The Week in Reviews, Op. 259: Daniel Hope; Renaud Capucon; James Ehnes

February 19, 2019, 12:26 PM · In an effort to promote the coverage of live violin performance, each week presents links to reviews of notable concerts and recitals around the world.

Daniel Hope performed as music director/concertmaster/soloist with New Century Chamber Orchestra.

Daniel Hope
Daniel Hope. Photo by Thomas Entzeroth.

Renaud Capuçon performed Matthias Pintscher’s violin concerto "mar’eh" with the New World Symphony, with the composer conducting.

James Ehnes performed the Brahms Violin Concerto with the Madison Symphony Orchestra.

Igudesman & Joo performed with pianist Yuja Wang at Carnegie’s Zankel Hall.

Anthony Marwood performed Thomas Adès' violin concerto "Concentric Circles" with the Auckland Philharmonia Orchestra.

Gil Shaham performed Prokofiev’s Violin Concerto No. 1 with the San Francisco Symphony.

Blake Pouliot performed Max Bruch’s "Scottish Fantasy" with the Milwaukee Symphony Orchestra.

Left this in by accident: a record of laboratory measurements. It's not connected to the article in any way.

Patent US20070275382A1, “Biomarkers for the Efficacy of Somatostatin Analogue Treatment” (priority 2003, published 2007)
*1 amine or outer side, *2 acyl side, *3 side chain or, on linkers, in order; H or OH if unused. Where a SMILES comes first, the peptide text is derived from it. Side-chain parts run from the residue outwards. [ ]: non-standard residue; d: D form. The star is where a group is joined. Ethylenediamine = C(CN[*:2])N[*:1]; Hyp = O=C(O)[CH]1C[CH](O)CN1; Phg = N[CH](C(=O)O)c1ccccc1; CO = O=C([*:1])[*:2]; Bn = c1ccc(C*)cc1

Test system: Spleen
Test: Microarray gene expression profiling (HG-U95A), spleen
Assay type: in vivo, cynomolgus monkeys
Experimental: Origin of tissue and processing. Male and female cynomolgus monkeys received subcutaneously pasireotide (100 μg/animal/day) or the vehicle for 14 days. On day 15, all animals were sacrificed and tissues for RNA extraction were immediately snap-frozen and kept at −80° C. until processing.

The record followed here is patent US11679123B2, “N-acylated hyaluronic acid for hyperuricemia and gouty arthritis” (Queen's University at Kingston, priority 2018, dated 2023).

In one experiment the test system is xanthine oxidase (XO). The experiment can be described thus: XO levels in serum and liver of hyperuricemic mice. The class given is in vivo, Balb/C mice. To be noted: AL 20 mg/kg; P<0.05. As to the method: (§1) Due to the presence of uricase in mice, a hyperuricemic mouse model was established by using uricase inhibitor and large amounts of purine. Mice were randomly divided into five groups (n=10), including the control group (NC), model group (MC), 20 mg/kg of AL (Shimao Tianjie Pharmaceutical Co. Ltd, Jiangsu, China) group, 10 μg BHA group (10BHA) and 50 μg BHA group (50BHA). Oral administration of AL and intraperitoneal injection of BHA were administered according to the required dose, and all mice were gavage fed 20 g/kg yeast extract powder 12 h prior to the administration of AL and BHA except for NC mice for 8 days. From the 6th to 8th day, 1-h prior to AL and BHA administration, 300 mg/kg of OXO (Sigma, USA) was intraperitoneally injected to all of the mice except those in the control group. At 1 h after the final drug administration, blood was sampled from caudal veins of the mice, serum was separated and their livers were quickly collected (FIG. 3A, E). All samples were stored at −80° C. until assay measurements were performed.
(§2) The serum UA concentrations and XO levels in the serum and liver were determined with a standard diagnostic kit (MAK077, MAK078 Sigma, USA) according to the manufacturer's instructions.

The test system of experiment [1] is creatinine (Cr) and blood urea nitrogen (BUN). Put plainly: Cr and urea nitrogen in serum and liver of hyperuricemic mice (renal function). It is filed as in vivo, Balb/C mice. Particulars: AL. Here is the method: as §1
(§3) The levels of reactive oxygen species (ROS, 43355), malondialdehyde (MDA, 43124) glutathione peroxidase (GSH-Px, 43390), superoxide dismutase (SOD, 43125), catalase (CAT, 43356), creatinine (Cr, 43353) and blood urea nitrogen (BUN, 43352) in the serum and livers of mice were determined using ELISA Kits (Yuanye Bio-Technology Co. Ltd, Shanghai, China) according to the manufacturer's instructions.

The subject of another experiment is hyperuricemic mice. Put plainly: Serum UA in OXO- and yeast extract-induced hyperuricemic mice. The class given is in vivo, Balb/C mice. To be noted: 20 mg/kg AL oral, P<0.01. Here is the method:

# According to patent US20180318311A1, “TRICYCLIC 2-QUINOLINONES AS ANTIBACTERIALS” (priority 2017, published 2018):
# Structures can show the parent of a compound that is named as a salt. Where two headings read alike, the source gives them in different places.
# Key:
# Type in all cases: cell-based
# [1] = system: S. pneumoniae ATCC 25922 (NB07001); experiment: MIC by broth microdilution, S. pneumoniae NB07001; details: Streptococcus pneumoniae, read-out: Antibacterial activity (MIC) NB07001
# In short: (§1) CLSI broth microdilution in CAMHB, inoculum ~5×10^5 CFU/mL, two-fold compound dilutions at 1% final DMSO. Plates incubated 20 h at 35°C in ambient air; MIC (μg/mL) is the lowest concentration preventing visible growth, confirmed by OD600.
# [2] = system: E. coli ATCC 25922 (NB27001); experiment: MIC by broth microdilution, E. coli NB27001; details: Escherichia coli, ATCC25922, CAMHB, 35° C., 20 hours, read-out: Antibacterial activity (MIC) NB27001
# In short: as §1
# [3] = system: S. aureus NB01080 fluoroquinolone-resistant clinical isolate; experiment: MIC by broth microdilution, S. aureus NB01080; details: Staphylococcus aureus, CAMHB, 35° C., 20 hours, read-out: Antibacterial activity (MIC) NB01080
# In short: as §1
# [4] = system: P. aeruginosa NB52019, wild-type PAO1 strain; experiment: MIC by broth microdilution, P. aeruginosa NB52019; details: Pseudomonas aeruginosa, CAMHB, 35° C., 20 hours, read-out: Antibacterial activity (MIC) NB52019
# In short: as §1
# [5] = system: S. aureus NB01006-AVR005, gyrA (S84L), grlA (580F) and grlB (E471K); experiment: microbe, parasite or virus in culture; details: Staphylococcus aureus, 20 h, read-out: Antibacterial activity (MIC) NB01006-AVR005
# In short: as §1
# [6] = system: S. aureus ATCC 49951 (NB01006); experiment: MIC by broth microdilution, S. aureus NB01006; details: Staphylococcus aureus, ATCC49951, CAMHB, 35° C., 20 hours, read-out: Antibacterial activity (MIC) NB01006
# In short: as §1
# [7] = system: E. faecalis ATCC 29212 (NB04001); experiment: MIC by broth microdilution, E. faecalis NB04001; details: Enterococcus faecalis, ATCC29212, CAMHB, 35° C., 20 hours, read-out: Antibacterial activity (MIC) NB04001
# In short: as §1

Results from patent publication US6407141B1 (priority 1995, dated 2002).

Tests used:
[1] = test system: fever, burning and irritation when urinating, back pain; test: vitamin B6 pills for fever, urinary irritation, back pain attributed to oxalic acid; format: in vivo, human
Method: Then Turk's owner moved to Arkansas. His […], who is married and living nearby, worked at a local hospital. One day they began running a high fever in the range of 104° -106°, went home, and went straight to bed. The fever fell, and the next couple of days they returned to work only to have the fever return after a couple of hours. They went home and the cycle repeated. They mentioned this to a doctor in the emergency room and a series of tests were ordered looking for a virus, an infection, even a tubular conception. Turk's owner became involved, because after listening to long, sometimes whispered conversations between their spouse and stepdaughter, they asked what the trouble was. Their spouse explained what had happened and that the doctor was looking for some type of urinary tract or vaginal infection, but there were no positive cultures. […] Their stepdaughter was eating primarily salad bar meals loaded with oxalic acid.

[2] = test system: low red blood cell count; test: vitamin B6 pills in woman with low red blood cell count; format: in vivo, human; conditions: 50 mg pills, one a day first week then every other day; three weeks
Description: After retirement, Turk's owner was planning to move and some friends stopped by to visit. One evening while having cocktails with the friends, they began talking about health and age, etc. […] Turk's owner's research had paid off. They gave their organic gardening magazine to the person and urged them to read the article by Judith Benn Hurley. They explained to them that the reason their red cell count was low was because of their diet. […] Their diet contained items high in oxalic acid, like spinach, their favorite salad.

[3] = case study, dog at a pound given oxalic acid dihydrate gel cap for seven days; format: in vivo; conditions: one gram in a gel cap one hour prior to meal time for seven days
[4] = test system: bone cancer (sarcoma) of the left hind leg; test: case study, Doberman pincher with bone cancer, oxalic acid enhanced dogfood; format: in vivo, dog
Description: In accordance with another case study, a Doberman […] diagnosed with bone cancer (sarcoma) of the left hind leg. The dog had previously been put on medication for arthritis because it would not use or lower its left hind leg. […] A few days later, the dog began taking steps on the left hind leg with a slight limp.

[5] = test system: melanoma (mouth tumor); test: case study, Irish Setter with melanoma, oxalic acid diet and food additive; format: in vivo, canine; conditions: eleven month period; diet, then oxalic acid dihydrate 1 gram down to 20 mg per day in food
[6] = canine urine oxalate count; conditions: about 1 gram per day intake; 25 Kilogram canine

Angelo Xiang Yu, performed the Butterfly Lovers Concerto with the San Francisco Symphony.

Ning Feng performed the Brahm's Violin Concerto with the Bournemouth Symphony Orchestra.

In-mo Yang performed the Sibelius Violin Concerto with the Seoul Philharmonic Orchestra.

Yury Revich performed the Mendelssohn Violin Concerto with the Royal Philharmonic Orchestra .

Yi-Jia Susanne Hou performed Chausson’s Poeme and Ravel’s Tzigane with the Calgary Philharmonic Orchestra.

Chen Yangyuetong performed the Sibelius Violin Concerto with the Shanghai Opera Symphony Orchestra, in Worcester, Mass.

Please support music in your community by attending a concert or recital whenever you can!


February 19, 2019 at 09:10 PM · Of course, "the 1773 Guarneri del Gesú instrument that previously belonged to Isaac Stern" is no such thing, as Bartolomeo Giuseppe Guarneri "del Gesù" died in 1744. The error was copied verbatim from the original review, but maybe we can have it correct here on

This is the "Panette" of 1737 ; Stern also owned and played the "Ysayë" of 1740. Apparently many of the recordings he did were done with the "Panette" because he found it easier to play, but he gave up the "Panette" first in his final years.

February 19, 2019 at 09:30 PM · Good catch! I will make a note of it up in the story.

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